Especially as we feel like we’re getting older, we have thoughts all of the time, “I’m too old to start now.” Well, time is going to pass anyway, might as well. What were you going to do instead?

First World Problems

I listened to an interesting podcast by Brooke Castillo. Near the end she talks about “first world problems”. I hear this so much, and have said it myself. We say things like, “I should just be grateful because at least I’m not starving.” or “Lots of people have it a lot worse than I do.” While these thoughts can be true and sometimes helpful, sometimes they are not helpful at all.

They’re not helpful when we then ignore our feelings, or push them down, when we then decide not to do anything about those feelings. Remember that feelings are just chemicals released by our brains into our bodies, that give us sensations that either feel good or uncomfortable. So they can be warning lights that something is off.
The other day, I went to court to get a parking ticket fine reduced. The parking ticket was for completely innocently parking in a school zone. When I got to the courthouse, I was unfamiliar with where I was, and I parked my car somewhere I wasn’t sure was allowed. I asked several people if it was okay to park there, but no one knew the answer. When I came out of court, I had another parking ticket. I felt so frustrated that I cried the whole way home. Later, I realized that all in all I only had to pay $65 for both parking tickets. Why was I having such a big reaction to this?
I could say, “This is not a big deal. I shouldn’t feel bad about this!” Instead, I got curious. Why was I having such a big reaction to $65? I realized that part of it was the feeling of disempowerment. I was trying to follow the rules, but I still broke them and was fined for it. When I talked to the officers, they both said there was nothing they could do. When I asked to speak to their supervisors, both were unavailable.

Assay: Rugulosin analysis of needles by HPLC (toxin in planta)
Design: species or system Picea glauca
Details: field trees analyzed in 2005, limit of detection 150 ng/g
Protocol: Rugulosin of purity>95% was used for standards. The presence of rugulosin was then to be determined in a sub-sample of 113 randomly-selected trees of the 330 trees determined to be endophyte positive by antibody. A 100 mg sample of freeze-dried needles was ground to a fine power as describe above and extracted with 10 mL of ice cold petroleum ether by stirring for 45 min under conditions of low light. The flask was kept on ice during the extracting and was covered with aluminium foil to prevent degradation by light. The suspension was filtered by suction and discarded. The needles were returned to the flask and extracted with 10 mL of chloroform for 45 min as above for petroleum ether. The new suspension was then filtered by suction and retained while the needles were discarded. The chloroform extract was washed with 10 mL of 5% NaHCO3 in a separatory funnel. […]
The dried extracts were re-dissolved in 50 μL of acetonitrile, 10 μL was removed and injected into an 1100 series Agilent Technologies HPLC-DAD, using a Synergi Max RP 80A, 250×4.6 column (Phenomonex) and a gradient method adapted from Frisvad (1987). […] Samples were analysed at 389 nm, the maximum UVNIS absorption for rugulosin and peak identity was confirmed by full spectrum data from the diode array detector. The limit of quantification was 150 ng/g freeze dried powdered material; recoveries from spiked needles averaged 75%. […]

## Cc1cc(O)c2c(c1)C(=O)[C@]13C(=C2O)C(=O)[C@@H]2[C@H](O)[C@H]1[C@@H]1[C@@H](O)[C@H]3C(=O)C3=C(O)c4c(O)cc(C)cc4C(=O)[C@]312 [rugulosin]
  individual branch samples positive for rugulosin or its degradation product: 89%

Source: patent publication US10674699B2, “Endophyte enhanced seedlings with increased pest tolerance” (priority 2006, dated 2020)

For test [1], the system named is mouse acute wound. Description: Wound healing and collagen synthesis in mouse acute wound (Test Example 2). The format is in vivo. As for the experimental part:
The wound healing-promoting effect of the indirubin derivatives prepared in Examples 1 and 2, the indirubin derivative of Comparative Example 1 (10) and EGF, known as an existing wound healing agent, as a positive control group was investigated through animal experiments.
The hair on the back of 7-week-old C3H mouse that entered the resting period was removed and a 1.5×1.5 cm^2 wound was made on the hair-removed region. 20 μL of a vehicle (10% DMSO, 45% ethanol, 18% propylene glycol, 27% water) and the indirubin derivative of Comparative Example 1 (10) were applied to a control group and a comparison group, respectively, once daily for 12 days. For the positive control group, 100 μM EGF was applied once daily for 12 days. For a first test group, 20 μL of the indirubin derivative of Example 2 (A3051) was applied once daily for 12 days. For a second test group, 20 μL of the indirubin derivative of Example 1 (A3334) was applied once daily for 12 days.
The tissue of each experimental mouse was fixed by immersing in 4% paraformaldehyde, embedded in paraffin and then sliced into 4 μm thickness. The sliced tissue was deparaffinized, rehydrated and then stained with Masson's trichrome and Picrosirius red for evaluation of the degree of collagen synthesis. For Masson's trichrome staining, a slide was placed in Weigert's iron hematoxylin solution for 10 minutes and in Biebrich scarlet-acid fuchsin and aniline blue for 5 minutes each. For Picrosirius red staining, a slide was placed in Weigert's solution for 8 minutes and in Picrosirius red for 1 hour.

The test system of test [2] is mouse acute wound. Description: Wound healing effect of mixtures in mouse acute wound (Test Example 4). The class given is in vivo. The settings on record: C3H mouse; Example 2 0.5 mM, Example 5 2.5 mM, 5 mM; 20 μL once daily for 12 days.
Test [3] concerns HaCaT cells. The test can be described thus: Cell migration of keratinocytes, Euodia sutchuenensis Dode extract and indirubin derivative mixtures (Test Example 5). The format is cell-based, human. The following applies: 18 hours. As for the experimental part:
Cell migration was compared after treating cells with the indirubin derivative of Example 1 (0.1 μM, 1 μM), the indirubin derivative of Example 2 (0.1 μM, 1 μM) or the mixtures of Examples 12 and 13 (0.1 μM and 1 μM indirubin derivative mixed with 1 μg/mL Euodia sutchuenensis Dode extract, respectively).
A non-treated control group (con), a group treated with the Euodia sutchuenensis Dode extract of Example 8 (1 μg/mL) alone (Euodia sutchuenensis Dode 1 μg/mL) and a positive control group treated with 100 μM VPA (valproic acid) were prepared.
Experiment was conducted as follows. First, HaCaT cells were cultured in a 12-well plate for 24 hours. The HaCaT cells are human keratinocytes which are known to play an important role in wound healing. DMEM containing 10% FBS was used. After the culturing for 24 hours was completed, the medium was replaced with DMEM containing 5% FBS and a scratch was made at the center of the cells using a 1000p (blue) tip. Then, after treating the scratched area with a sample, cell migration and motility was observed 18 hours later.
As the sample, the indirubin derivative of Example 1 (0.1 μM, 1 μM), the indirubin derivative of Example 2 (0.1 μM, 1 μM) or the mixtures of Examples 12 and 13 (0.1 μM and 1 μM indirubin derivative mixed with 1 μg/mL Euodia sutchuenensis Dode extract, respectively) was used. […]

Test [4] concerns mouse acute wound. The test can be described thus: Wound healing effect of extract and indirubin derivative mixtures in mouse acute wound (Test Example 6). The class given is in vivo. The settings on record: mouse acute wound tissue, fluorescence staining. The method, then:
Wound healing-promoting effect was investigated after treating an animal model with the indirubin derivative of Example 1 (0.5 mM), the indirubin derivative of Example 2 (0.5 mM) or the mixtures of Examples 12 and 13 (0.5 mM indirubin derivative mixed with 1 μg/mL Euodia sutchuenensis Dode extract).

I realized, though, that I had been suppressing other emotions that I felt I shouldn’t be feeling because, “I should just be grateful, and see the bright side.”
However, when I faced both of these emotions, then I was able to feel them and let them go. Then I was able to really figure out what I wanted to do about the situations. I could either just pay the fine for the parking tickets, or I could look into the legal system and by-laws, and rally to get them changed, or more leniency for people who are unfamiliar with the by-laws, or I could just not pay the tickets and see what happens. It feels so much better to make a choice from an empowering place than a disempowered place. It could be the same decision, but it affects how you behave and act towards the people around you.
It is good to realize your blessings and to see the positive. It is also helpful to get curious about why you’re feeling the way you’re feeling, no matter the circumstance, so that you can show up in the world consciously, instead of just reacting to whatever comes your way.

Thursday Thought: They Can Be Upset, and I Can Be Calm

We tend to mirror other people’s emotions. If you’re a parent, think about the last time your child got upset because of a consequence you enforced. If you’re married, think about the last time your spouse was grumpy or upset about something. If you have co-workers, think about the last time one of them was complaining. How did you feel? How did you react? Did you get tense and upset or grumpy or start complaining, too?